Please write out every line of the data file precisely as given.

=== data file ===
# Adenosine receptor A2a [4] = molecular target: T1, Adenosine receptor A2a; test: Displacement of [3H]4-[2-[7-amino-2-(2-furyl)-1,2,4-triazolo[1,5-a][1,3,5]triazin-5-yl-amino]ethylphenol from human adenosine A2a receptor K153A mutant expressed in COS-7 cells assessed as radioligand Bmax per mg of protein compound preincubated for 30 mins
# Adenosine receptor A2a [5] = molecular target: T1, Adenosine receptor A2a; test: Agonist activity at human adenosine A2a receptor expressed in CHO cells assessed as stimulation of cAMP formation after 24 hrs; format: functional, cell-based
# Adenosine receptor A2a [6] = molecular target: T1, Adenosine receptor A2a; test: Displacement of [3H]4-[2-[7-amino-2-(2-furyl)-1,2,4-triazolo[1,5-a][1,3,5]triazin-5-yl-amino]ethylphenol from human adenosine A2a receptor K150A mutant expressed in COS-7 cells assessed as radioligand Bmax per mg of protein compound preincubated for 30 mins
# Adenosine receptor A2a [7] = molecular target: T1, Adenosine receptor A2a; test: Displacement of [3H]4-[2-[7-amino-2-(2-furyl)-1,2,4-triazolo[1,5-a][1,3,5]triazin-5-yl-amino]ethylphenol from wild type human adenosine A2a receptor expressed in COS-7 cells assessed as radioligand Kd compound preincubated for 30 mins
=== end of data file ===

# Adenosine receptor A2a [4] = molecular target: T1, Adenosine receptor A2a; test: Displacement of [3H]4-[2-[7-amino-2-(2-furyl)-1,2,4-triazolo[1,5-a][1,3,5]triazin-5-yl-amino]ethylphenol from human adenosine A2a receptor K153A mutant expressed in COS-7 cells assessed as radioligand Bmax per mg of protein compound preincubated for 30 mins
# Adenosine receptor A2a [5] = molecular target: T1, Adenosine receptor A2a; test: Agonist activity at human adenosine A2a receptor expressed in CHO cells assessed as stimulation of cAMP formation after 24 hrs; format: functional, cell-based
# Adenosine receptor A2a [6] = molecular target: T1, Adenosine receptor A2a; test: Displacement of [3H]4-[2-[7-amino-2-(2-furyl)-1,2,4-triazolo[1,5-a][1,3,5]triazin-5-yl-amino]ethylphenol from human adenosine A2a receptor K150A mutant expressed in COS-7 cells assessed as radioligand Bmax per mg of protein compound preincubated for 30 mins
# Adenosine receptor A2a [7] = molecular target: T1, Adenosine receptor A2a; test: Displacement of [3H]4-[2-[7-amino-2-(2-furyl)-1,2,4-triazolo[1,5-a][1,3,5]triazin-5-yl-amino]ethylphenol from wild type human adenosine A2a receptor expressed in COS-7 cells assessed as radioligand Kd compound preincubated for 30 mins